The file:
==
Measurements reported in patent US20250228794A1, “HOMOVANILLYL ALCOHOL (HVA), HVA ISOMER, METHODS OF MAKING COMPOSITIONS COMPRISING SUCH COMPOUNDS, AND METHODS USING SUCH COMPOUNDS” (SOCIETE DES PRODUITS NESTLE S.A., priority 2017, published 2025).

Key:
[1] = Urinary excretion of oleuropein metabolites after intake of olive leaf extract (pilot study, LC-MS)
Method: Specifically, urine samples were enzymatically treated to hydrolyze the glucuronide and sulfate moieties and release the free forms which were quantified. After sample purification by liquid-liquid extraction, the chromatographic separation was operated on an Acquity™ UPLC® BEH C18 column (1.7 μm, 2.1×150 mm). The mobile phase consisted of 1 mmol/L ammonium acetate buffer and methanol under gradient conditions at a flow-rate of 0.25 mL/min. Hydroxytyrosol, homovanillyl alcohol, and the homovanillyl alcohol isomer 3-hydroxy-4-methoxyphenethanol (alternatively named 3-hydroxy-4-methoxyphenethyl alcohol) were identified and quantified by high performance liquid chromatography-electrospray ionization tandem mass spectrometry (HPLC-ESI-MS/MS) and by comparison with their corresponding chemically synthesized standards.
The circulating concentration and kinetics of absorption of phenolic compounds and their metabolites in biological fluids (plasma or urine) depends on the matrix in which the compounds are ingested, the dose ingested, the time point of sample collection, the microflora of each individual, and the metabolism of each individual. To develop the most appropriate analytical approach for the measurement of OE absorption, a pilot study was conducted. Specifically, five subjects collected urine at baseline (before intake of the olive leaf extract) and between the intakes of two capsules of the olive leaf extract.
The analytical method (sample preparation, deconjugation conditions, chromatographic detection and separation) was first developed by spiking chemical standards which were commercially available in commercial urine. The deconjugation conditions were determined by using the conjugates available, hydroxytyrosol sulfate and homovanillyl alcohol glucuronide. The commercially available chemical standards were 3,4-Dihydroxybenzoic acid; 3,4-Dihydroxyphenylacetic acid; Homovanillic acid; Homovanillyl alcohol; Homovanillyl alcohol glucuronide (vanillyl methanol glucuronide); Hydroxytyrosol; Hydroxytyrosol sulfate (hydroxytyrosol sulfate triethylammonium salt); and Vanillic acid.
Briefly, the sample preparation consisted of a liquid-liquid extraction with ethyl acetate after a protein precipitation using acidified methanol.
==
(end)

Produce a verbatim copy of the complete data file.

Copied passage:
Measurements reported in patent US20250228794A1, “HOMOVANILLYL ALCOHOL (HVA), HVA ISOMER, METHODS OF MAKING COMPOSITIONS COMPRISING SUCH COMPOUNDS, AND METHODS USING SUCH COMPOUNDS” (SOCIETE DES PRODUITS NESTLE S.A., priority 2017, published 2025).

Key:
[1] = Urinary excretion of oleuropein metabolites after intake of olive leaf extract (pilot study, LC-MS)
Method: Specifically, urine samples were enzymatically treated to hydrolyze the glucuronide and sulfate moieties and release the free forms which were quantified. After sample purification by liquid-liquid extraction, the chromatographic separation was operated on an Acquity™ UPLC® BEH C18 column (1.7 μm, 2.1×150 mm). The mobile phase consisted of 1 mmol/L ammonium acetate buffer and methanol under gradient conditions at a flow-rate of 0.25 mL/min. Hydroxytyrosol, homovanillyl alcohol, and the homovanillyl alcohol isomer 3-hydroxy-4-methoxyphenethanol (alternatively named 3-hydroxy-4-methoxyphenethyl alcohol) were identified and quantified by high performance liquid chromatography-electrospray ionization tandem mass spectrometry (HPLC-ESI-MS/MS) and by comparison with their corresponding chemically synthesized standards.
The circulating concentration and kinetics of absorption of phenolic compounds and their metabolites in biological fluids (plasma or urine) depends on the matrix in which the compounds are ingested, the dose ingested, the time point of sample collection, the microflora of each individual, and the metabolism of each individual. To develop the most appropriate analytical approach for the measurement of OE absorption, a pilot study was conducted. Specifically, five subjects collected urine at baseline (before intake of the olive leaf extract) and between the intakes of two capsules of the olive leaf extract.
The analytical method (sample preparation, deconjugation conditions, chromatographic detection and separation) was first developed by spiking chemical standards which were commercially available in commercial urine. The deconjugation conditions were determined by using the conjugates available, hydroxytyrosol sulfate and homovanillyl alcohol glucuronide. The commercially available chemical standards were 3,4-Dihydroxybenzoic acid; 3,4-Dihydroxyphenylacetic acid; Homovanillic acid; Homovanillyl alcohol; Homovanillyl alcohol glucuronide (vanillyl methanol glucuronide); Hydroxytyrosol; Hydroxytyrosol sulfate (hydroxytyrosol sulfate triethylammonium salt); and Vanillic acid.
Briefly, the sample preparation consisted of a liquid-liquid extraction with ethyl acetate after a protein precipitation using acidified methanol.